Free Access
Reprod. Nutr. Dev.
Volume 45, Number 5, September-October 2005
Page(s) 535 - 547
Reprod. Nutr. Dev. 45 (2005) 535-547
DOI: 10.1051/rnd:2005044

Maternal fish oil supplementation in lactation: effect on developmental outcome in breast-fed infants

Lotte Lauritzena, Marianne H. Jorgensenb, Sjúrdur F. Olsenc, Ellen Marie Straarupd and Kim F. Michaelsena

a  Center for Advanced Food Studies, Department of Human Nutrition, The Royal Veterinary and Agricultural University, Rolighedsvej 30, 1958 Frederiksberg C, Denmark
b  Department of Pediatrics, Rigshospitalet, Blegdamsvej 3, 2100 Copenhagen, Denmark
c  Maternal Nutrition Group, Danish Epidemiology Science Centre, Statens Serum Institut, Artillerivej 5, 2300 Copenhagen, Denmark
d  Center for Advanced Food Studies, Biochemistry and Nutrition Group, BioCentrum-DTU, The Technical University of Denmark, Bygn. 224, 2800 Kgs. Lyngby, Denmark

(Received 19 October 2004; accepted 20 December 2004)

Abstract - Docosahexaenoic acid (DHA) accumulates in the brain during the 1st and 2nd years of life. The objective of this study was to see if an increased content of DHA in breast-milk via maternal fish oil (FO)-supplementation affects mental development in term infants. one hundred twenty-two Danish mothers with a habitual fish intake below the population median were randomized to 4.5 g·d-1 of FO or olive oil (OO) for the first four months of lactation. Fifty-three mothers with habitual fish intake in the highest quartile were included as reference group. The effect of the resulting increase in infant DHA-intake and RBC-DHA level was assessed on problem solving ability at nine months and language at one and two years of age. Infants in the three groups performed equally well on the problem test and no association was observed between problem solving and erythrocyte-DHA at four months. Passive vocabulary at one year was lower in the children of the FO- compared with the OO-group (P < 0.05), but no differences were found at two years of age. Word comprehension at one year was inversely associated with erythrocyte-DHA at four months. The trial indicate a small effect of DHA levels in breast-milk on early language development of breast-fed infants.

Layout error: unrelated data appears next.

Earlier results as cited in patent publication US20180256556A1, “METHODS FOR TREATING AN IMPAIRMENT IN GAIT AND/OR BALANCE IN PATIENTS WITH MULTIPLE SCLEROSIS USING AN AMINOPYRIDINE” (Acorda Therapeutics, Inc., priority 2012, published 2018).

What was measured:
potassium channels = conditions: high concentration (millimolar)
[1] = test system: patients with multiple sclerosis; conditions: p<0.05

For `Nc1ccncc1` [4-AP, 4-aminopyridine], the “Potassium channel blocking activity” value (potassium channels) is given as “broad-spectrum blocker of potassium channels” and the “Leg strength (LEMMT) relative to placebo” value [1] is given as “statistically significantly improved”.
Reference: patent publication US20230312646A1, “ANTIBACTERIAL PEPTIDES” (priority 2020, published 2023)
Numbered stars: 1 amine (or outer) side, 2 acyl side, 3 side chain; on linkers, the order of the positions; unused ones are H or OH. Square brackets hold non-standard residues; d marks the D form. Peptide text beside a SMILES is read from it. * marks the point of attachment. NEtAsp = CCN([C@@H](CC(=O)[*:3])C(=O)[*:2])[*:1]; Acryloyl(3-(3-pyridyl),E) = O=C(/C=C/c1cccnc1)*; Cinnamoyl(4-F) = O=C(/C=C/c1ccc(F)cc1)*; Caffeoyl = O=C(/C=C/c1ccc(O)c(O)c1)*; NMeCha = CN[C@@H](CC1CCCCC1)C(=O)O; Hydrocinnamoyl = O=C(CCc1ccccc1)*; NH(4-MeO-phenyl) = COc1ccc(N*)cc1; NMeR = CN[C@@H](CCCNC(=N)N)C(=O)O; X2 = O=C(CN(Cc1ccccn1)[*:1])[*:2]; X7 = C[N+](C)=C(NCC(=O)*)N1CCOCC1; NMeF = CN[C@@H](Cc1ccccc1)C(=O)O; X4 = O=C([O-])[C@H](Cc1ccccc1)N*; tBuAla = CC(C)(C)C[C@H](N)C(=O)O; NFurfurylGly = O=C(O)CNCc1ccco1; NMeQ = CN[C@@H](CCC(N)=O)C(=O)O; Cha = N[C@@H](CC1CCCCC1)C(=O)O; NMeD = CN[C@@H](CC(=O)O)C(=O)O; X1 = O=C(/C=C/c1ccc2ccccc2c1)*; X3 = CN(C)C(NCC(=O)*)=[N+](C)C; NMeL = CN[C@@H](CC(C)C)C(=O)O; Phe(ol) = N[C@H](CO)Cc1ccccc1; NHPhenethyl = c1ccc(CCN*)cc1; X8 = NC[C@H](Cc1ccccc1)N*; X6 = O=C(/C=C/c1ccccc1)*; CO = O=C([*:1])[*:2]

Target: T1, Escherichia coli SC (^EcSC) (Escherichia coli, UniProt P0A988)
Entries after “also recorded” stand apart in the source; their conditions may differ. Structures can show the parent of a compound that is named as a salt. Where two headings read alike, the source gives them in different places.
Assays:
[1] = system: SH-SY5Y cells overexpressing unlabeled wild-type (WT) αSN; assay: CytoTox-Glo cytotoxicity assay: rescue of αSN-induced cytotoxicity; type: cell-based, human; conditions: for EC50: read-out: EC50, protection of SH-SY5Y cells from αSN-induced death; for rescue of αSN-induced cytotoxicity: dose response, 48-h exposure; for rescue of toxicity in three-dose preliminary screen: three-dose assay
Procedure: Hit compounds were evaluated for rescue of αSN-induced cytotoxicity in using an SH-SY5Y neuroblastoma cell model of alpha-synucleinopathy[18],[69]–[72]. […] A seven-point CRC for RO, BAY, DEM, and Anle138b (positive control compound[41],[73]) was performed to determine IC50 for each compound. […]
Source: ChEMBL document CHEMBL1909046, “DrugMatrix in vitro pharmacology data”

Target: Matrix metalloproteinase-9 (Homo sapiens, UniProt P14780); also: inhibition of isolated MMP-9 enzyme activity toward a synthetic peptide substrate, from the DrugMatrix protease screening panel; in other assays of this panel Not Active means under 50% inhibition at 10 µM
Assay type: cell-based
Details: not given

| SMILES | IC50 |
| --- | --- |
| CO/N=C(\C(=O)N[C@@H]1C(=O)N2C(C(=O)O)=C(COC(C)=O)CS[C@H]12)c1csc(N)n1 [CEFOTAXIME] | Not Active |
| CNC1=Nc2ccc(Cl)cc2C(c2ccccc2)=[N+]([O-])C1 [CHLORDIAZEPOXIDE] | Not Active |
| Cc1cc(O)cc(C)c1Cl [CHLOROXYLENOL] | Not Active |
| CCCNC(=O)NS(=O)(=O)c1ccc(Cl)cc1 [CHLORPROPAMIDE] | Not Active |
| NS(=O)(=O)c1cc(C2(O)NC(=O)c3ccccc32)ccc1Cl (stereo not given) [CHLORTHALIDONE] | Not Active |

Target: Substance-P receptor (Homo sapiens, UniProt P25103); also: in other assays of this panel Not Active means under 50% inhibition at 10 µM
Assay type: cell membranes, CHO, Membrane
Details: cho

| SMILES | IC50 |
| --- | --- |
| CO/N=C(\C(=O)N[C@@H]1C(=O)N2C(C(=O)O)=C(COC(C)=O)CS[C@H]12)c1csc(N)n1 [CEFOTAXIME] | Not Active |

Key words: docosahexaenoic acid / breast-milk / infant development / long-chain n-3 fatty acid / optimal dietary intake

Corresponding author: Lotte Lauritzen

© INRA, EDP Sciences 2005